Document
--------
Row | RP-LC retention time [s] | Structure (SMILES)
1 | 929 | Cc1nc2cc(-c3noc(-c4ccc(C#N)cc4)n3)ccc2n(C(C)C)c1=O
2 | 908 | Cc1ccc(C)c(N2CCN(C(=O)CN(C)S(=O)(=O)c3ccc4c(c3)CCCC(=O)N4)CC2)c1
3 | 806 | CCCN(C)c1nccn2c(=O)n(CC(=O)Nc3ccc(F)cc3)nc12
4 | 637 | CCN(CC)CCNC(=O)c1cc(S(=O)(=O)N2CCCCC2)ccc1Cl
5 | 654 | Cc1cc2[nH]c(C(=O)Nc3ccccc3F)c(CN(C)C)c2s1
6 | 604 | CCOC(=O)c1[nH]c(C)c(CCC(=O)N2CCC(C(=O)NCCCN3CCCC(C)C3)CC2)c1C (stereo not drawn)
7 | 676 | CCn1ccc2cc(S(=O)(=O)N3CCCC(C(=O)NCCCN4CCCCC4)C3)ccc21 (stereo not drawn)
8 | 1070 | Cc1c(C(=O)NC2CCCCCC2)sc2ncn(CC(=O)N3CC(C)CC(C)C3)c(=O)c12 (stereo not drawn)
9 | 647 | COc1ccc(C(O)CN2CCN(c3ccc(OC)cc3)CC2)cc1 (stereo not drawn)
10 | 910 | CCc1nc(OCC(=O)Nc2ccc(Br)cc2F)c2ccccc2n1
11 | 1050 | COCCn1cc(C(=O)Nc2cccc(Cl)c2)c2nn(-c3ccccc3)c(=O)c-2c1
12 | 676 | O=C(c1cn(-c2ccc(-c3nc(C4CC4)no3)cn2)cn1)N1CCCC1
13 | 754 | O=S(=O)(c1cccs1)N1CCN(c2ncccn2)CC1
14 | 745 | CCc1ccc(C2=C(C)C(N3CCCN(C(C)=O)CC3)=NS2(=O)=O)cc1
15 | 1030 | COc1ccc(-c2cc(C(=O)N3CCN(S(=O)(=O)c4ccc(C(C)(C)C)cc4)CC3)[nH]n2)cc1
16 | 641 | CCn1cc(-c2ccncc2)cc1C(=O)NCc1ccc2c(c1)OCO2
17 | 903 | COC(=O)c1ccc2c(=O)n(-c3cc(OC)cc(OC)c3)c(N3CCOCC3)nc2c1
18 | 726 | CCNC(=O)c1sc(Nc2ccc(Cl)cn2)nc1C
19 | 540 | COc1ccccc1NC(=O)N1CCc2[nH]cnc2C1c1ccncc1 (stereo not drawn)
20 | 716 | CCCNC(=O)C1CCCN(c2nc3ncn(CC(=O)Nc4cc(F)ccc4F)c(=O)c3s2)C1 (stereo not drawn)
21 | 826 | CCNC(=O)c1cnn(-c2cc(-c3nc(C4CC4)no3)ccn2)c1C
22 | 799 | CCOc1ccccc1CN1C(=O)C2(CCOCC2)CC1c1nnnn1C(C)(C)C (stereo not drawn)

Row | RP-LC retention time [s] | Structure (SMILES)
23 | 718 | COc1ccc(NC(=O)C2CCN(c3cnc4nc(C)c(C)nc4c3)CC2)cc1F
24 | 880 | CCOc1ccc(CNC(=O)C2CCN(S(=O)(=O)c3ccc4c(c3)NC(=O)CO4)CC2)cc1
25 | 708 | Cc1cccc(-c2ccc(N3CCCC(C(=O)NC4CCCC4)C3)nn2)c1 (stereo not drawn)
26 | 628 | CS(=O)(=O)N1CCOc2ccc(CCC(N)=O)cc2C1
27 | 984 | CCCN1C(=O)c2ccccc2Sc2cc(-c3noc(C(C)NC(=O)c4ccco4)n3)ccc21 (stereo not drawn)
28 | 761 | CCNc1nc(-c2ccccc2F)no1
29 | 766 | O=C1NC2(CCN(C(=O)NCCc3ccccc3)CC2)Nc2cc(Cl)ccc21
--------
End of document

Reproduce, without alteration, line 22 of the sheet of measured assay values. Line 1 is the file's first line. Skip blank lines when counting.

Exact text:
21 | 826 | CCNC(=O)c1cnn(-c2cc(-c3nc(C4CC4)no3)ccn2)c1C